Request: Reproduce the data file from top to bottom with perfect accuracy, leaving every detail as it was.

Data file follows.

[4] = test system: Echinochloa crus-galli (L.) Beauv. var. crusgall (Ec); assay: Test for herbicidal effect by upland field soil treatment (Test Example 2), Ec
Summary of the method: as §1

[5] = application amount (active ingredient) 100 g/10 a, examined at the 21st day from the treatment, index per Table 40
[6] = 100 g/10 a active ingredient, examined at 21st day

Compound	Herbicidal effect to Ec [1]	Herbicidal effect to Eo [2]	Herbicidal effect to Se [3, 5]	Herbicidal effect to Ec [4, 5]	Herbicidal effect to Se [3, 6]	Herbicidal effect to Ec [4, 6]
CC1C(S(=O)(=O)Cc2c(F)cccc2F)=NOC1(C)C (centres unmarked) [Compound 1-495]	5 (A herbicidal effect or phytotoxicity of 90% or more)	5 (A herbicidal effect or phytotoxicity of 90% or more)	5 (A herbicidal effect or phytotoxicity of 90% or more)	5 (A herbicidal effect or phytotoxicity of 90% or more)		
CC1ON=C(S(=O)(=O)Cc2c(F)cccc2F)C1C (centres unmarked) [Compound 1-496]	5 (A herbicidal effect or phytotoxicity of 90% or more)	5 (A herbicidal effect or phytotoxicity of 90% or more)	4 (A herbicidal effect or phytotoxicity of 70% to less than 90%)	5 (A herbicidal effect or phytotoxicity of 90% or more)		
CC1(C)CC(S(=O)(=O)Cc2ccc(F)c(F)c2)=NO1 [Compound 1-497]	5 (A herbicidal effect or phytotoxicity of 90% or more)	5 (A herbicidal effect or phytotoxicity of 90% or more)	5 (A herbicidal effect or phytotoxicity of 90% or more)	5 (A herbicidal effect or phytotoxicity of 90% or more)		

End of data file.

[4] = test system: Echinochloa crus-galli (L.) Beauv. var. crusgall (Ec); assay: Test for herbicidal effect by upland field soil treatment (Test Example 2), Ec
Summary of the method: as §1

[5] = application amount (active ingredient) 100 g/10 a, examined at the 21st day from the treatment, index per Table 40
[6] = 100 g/10 a active ingredient, examined at 21st day

Compound	Herbicidal effect to Ec [1]	Herbicidal effect to Eo [2]	Herbicidal effect to Se [3, 5]	Herbicidal effect to Ec [4, 5]	Herbicidal effect to Se [3, 6]	Herbicidal effect to Ec [4, 6]
CC1C(S(=O)(=O)Cc2c(F)cccc2F)=NOC1(C)C (centres unmarked) [Compound 1-495]	5 (A herbicidal effect or phytotoxicity of 90% or more)	5 (A herbicidal effect or phytotoxicity of 90% or more)	5 (A herbicidal effect or phytotoxicity of 90% or more)	5 (A herbicidal effect or phytotoxicity of 90% or more)		
CC1ON=C(S(=O)(=O)Cc2c(F)cccc2F)C1C (centres unmarked) [Compound 1-496]	5 (A herbicidal effect or phytotoxicity of 90% or more)	5 (A herbicidal effect or phytotoxicity of 90% or more)	4 (A herbicidal effect or phytotoxicity of 70% to less than 90%)	5 (A herbicidal effect or phytotoxicity of 90% or more)		
CC1(C)CC(S(=O)(=O)Cc2ccc(F)c(F)c2)=NO1 [Compound 1-497]	5 (A herbicidal effect or phytotoxicity of 90% or more)	5 (A herbicidal effect or phytotoxicity of 90% or more)	5 (A herbicidal effect or phytotoxicity of 90% or more)	5 (A herbicidal effect or phytotoxicity of 90% or more)		